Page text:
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IAS officer comes under fire for feeding wild tusker in Bandipur Tiger Reserve

The onlookers who had taken photos of the officers feeding the tusker on the occasion of Sankranti festival had uploaded the photos on social media attracting flak from wildlife activists and people.

Published: 15th January 2021 08:17 PM  |   Last Updated: 15th January 2021 08:17 PM   |  A+A-

elephant, Wild elephant

A picture of an elephant used for representational purposes. (File Photo)

Express News Service

CHAMARAJANAGAR: The incident of an IAS officer feeding a wild tusker at Gopalaswamy hill at Bandipur Tiger Reserve (BTR) has received severe criticism from wildlife activists who are pointing out that the officer has transgressed wildlife regulations by feeding a wild elephant.

IAS officer B B Cauvery who is currently serving as the Director of Directorate of Urban Development on Thursday had fed a wild tusker during her visit to the Venugopalaswamy temple atop Gopalaswamy hill  situated at Gundlupet taluk in Chamarajanagar.

The onlookers who had taken photos of the officers feeding the tusker on the occasion of Sankranti festival had uploaded the photos on social media attracting flak from wildlife activists and people.

While people criticised her for getting VIP treatment at the temple, as she had earlier served as the deputy commissioner of Chamarajanagar, wildlife activists pointed that the IAS officer had advertently or inadvertently violated the wildlife regulations by feeding a wild tusker.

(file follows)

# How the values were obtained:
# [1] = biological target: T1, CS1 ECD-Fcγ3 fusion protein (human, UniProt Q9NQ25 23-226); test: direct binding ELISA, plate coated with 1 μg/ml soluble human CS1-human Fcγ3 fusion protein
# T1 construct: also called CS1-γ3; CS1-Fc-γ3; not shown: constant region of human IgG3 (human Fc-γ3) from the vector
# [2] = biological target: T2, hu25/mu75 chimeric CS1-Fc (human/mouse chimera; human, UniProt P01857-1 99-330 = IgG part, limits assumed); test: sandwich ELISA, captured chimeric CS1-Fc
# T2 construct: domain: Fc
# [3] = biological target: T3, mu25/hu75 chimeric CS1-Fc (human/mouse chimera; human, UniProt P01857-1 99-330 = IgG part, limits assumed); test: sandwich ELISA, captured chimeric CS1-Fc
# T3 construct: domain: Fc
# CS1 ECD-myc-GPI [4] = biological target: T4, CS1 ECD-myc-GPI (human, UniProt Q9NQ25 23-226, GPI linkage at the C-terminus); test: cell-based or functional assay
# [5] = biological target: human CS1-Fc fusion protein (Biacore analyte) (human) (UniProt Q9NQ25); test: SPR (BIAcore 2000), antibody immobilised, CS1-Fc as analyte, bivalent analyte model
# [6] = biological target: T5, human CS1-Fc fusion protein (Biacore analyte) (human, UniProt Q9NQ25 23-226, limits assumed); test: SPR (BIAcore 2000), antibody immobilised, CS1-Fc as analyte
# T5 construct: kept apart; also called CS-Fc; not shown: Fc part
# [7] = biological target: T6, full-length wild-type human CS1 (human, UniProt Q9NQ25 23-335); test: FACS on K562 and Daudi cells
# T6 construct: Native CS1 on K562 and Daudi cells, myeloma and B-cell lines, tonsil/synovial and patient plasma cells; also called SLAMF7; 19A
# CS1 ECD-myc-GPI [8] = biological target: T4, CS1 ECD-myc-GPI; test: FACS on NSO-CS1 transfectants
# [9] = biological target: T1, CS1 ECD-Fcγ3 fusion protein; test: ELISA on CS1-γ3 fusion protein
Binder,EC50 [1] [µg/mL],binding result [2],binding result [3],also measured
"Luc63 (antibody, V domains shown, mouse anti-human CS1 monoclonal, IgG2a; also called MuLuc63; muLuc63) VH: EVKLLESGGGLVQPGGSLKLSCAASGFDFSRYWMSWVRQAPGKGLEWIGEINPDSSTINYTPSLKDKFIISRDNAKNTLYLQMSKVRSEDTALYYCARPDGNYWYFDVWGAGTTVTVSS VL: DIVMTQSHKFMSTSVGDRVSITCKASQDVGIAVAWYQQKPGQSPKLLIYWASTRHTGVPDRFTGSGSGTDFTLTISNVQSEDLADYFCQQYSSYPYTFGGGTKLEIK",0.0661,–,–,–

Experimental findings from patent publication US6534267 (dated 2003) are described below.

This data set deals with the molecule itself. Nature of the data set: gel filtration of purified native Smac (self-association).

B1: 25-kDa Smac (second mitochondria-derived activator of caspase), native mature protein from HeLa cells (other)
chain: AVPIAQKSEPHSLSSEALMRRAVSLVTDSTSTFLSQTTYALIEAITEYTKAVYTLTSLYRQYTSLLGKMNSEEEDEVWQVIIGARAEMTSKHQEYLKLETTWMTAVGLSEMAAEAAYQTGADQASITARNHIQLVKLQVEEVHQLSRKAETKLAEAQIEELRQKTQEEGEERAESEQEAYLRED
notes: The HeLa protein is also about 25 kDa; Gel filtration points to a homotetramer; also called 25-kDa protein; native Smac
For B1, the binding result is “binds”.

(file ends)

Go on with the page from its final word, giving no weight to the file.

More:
Joseph Hoover, a wildlife activist and member of the state wildlife board said that it was baffling that the Forest Department has allowed the temple authorities to lure and feed the wild tusker.

“The tusker is a frequent visitor to the temple which obviously comes to relish the goodies offered by animal friendly temple staff. But, the fallout of this largesse could impact local communities which live on the periphery of Bandipur Tiger Reserve.

The tusker could enter hamlets expecting people to offer fruits. If, and when, there is a human casualty, it will be the tusker which will be branded a rogue elephant, captured and consigned to an elephant camp,” he said.

He further said that had the range forest officer of Gopalaswamy Betta range been vigilant, he would have cautioned temple staff to avoid such offerings.

The tusker is a frequent visitor to the temple atop Himavad Gopalaswamy hills in BTR and was branded as a ‘Gopala Bhakta’. Its frequent visit had also resulted in an increase in tourist footfall.

Commenting on the incident, BTR Director S R Natesh said that the forest department officials were not at the spot during the incident and they are being informed about it through social media. 

“We are examining the case and also on the role of temple staff. We would take a suitable decision in this regard soon,” he said.



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